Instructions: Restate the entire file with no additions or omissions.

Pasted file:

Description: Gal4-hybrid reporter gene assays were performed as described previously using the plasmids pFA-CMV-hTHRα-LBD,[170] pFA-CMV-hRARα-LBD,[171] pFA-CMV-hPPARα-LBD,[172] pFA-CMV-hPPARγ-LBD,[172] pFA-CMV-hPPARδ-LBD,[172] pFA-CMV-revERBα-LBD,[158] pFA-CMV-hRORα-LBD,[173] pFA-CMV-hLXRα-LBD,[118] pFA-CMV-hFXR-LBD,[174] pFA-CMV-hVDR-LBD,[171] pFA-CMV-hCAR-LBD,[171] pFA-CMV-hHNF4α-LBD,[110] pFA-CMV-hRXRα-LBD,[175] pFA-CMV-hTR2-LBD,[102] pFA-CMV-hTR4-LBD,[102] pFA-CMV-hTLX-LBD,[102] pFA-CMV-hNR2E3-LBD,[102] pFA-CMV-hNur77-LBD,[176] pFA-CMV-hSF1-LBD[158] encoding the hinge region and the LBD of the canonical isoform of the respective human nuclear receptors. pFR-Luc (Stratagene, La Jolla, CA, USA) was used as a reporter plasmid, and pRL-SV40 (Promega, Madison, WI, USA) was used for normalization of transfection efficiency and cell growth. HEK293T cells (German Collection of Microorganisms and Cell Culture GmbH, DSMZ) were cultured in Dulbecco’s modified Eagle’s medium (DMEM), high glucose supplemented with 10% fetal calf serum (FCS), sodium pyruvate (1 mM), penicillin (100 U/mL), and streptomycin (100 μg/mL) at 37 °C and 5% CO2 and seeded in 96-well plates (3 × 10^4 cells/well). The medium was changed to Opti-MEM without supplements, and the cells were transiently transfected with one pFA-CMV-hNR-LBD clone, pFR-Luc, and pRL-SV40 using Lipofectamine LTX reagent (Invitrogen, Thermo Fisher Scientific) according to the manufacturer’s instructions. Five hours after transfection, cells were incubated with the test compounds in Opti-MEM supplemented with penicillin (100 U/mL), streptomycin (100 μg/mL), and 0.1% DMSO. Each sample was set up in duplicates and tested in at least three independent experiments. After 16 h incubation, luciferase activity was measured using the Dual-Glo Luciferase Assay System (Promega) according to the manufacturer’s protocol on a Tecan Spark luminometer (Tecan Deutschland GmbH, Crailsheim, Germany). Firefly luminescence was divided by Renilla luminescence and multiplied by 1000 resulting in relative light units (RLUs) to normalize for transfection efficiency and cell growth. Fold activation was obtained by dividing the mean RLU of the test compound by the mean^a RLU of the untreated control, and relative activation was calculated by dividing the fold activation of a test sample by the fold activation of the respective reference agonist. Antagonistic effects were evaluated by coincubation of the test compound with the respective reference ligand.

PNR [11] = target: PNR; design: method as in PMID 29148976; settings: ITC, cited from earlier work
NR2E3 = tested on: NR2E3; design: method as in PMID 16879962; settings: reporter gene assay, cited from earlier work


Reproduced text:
Description: Gal4-hybrid reporter gene assays were performed as described previously using the plasmids pFA-CMV-hTHRα-LBD,[170] pFA-CMV-hRARα-LBD,[171] pFA-CMV-hPPARα-LBD,[172] pFA-CMV-hPPARγ-LBD,[172] pFA-CMV-hPPARδ-LBD,[172] pFA-CMV-revERBα-LBD,[158] pFA-CMV-hRORα-LBD,[173] pFA-CMV-hLXRα-LBD,[118] pFA-CMV-hFXR-LBD,[174] pFA-CMV-hVDR-LBD,[171] pFA-CMV-hCAR-LBD,[171] pFA-CMV-hHNF4α-LBD,[110] pFA-CMV-hRXRα-LBD,[175] pFA-CMV-hTR2-LBD,[102] pFA-CMV-hTR4-LBD,[102] pFA-CMV-hTLX-LBD,[102] pFA-CMV-hNR2E3-LBD,[102] pFA-CMV-hNur77-LBD,[176] pFA-CMV-hSF1-LBD[158] encoding the hinge region and the LBD of the canonical isoform of the respective human nuclear receptors. pFR-Luc (Stratagene, La Jolla, CA, USA) was used as a reporter plasmid, and pRL-SV40 (Promega, Madison, WI, USA) was used for normalization of transfection efficiency and cell growth. HEK293T cells (German Collection of Microorganisms and Cell Culture GmbH, DSMZ) were cultured in Dulbecco’s modified Eagle’s medium (DMEM), high glucose supplemented with 10% fetal calf serum (FCS), sodium pyruvate (1 mM), penicillin (100 U/mL), and streptomycin (100 μg/mL) at 37 °C and 5% CO2 and seeded in 96-well plates (3 × 10^4 cells/well). The medium was changed to Opti-MEM without supplements, and the cells were transiently transfected with one pFA-CMV-hNR-LBD clone, pFR-Luc, and pRL-SV40 using Lipofectamine LTX reagent (Invitrogen, Thermo Fisher Scientific) according to the manufacturer’s instructions. Five hours after transfection, cells were incubated with the test compounds in Opti-MEM supplemented with penicillin (100 U/mL), streptomycin (100 μg/mL), and 0.1% DMSO. Each sample was set up in duplicates and tested in at least three independent experiments. After 16 h incubation, luciferase activity was measured using the Dual-Glo Luciferase Assay System (Promega) according to the manufacturer’s protocol on a Tecan Spark luminometer (Tecan Deutschland GmbH, Crailsheim, Germany). Firefly luminescence was divided by Renilla luminescence and multiplied by 1000 resulting in relative light units (RLUs) to normalize for transfection efficiency and cell growth. Fold activation was obtained by dividing the mean RLU of the test compound by the mean^a RLU of the untreated control, and relative activation was calculated by dividing the fold activation of a test sample by the fold activation of the respective reference agonist. Antagonistic effects were evaluated by coincubation of the test compound with the respective reference ligand.

PNR [11] = target: PNR; design: method as in PMID 29148976; settings: ITC, cited from earlier work
NR2E3 = tested on: NR2E3; design: method as in PMID 16879962; settings: reporter gene assay, cited from earlier work